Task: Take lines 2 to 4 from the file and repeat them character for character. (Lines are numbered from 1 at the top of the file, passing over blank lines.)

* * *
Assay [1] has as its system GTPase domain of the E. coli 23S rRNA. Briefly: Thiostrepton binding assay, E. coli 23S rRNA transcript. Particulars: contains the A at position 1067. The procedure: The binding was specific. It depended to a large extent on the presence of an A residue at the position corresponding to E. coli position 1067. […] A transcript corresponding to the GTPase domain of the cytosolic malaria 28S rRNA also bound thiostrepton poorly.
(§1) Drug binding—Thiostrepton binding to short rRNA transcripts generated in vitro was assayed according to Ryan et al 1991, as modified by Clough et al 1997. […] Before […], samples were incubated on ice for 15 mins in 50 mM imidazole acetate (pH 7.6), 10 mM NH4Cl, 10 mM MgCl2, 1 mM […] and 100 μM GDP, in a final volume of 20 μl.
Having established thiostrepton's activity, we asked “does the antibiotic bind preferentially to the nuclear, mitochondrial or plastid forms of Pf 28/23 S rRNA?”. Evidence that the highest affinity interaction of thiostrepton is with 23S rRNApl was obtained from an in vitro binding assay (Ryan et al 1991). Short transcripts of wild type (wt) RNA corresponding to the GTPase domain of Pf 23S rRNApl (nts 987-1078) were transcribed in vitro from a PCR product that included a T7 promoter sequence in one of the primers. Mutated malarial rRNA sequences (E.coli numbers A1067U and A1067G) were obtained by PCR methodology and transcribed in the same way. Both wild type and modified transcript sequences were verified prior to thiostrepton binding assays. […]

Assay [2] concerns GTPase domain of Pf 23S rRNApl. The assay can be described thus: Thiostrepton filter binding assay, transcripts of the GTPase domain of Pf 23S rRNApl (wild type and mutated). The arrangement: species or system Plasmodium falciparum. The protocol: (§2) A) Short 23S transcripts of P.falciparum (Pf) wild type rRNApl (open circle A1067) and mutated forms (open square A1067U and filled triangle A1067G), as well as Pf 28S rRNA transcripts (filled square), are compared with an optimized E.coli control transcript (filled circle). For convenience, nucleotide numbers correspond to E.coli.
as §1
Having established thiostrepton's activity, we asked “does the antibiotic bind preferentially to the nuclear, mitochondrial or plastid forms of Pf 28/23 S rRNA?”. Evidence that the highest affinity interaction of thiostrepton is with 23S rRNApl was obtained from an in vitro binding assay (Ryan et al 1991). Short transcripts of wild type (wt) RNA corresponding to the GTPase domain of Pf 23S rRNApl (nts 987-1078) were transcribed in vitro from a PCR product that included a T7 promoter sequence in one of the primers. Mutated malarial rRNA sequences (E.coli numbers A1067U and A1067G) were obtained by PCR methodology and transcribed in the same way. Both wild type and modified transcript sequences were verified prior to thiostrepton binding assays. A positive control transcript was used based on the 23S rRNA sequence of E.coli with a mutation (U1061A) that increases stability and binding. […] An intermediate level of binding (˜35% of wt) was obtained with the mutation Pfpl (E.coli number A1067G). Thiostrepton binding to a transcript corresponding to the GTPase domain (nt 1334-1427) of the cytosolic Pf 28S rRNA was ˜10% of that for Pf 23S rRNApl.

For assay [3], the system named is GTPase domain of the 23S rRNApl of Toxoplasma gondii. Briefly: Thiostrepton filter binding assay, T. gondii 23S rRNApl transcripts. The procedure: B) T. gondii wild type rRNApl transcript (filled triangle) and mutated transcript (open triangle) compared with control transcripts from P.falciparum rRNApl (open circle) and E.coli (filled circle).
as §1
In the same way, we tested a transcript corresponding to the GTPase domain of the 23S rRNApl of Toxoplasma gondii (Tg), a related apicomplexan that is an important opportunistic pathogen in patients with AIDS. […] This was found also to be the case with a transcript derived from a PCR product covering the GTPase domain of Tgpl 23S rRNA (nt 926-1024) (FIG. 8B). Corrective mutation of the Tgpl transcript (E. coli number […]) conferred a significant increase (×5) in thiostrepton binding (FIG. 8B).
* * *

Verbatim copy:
(§1) Drug binding—Thiostrepton binding to short rRNA transcripts generated in vitro was assayed according to Ryan et al 1991, as modified by Clough et al 1997. […] Before […], samples were incubated on ice for 15 mins in 50 mM imidazole acetate (pH 7.6), 10 mM NH4Cl, 10 mM MgCl2, 1 mM […] and 100 μM GDP, in a final volume of 20 μl.
Having established thiostrepton's activity, we asked “does the antibiotic bind preferentially to the nuclear, mitochondrial or plastid forms of Pf 28/23 S rRNA?”. Evidence that the highest affinity interaction of thiostrepton is with 23S rRNApl was obtained from an in vitro binding assay (Ryan et al 1991). Short transcripts of wild type (wt) RNA corresponding to the GTPase domain of Pf 23S rRNApl (nts 987-1078) were transcribed in vitro from a PCR product that included a T7 promoter sequence in one of the primers. Mutated malarial rRNA sequences (E.coli numbers A1067U and A1067G) were obtained by PCR methodology and transcribed in the same way. Both wild type and modified transcript sequences were verified prior to thiostrepton binding assays. […]

Assay [2] concerns GTPase domain of Pf 23S rRNApl. The assay can be described thus: Thiostrepton filter binding assay, transcripts of the GTPase domain of Pf 23S rRNApl (wild type and mutated). The arrangement: species or system Plasmodium falciparum. The protocol: (§2) A) Short 23S transcripts of P.falciparum (Pf) wild type rRNApl (open circle A1067) and mutated forms (open square A1067U and filled triangle A1067G), as well as Pf 28S rRNA transcripts (filled square), are compared with an optimized E.coli control transcript (filled circle). For convenience, nucleotide numbers correspond to E.coli.